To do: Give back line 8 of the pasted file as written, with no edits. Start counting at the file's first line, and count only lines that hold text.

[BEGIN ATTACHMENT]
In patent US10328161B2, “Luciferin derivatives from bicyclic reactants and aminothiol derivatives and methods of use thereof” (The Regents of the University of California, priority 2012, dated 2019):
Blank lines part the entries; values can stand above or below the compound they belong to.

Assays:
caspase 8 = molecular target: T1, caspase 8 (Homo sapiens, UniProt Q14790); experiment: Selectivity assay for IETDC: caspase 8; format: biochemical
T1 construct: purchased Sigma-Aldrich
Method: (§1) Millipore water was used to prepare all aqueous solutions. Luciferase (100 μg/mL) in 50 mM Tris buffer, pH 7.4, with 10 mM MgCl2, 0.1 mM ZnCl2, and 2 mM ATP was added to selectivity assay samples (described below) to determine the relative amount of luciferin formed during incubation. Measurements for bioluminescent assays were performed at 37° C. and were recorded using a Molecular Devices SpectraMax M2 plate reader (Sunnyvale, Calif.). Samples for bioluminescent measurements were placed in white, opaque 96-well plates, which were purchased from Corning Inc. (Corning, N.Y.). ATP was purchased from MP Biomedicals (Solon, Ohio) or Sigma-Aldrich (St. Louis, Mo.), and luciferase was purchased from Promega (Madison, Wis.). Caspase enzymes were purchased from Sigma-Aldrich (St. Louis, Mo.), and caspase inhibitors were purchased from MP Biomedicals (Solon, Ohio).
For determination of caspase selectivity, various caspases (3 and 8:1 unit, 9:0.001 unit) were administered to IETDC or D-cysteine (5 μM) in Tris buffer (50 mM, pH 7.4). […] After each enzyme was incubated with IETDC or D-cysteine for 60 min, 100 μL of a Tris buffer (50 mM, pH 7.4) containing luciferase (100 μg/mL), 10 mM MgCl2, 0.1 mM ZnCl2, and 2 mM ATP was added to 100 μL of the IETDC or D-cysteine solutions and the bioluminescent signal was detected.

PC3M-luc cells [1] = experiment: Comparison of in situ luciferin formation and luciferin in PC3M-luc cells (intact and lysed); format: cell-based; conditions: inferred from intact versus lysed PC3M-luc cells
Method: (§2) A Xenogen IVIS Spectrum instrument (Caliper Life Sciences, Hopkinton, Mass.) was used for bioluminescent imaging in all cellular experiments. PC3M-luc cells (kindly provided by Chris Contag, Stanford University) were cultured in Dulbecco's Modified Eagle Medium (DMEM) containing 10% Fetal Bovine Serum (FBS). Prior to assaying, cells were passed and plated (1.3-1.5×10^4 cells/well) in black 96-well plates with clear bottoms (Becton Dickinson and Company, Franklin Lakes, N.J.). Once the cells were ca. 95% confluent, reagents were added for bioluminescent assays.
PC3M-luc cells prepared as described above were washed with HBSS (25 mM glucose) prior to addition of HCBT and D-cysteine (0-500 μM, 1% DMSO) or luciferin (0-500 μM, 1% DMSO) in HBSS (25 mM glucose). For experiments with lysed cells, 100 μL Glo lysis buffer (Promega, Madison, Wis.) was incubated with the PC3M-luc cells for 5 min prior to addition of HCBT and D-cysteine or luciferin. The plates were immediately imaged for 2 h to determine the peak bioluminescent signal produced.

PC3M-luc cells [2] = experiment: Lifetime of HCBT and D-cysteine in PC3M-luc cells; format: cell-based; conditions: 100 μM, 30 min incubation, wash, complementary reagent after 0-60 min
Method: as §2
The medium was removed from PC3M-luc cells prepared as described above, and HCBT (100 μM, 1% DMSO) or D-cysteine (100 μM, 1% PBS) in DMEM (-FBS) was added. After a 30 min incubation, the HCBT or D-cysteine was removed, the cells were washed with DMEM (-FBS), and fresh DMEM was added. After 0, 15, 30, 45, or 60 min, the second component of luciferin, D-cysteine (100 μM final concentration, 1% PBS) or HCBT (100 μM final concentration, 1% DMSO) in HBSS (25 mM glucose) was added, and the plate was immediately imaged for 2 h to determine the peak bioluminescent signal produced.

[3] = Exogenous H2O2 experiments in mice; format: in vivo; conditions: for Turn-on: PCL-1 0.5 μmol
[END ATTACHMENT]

PC3M-luc cells [1] = experiment: Comparison of in situ luciferin formation and luciferin in PC3M-luc cells (intact and lysed); format: cell-based; conditions: inferred from intact versus lysed PC3M-luc cells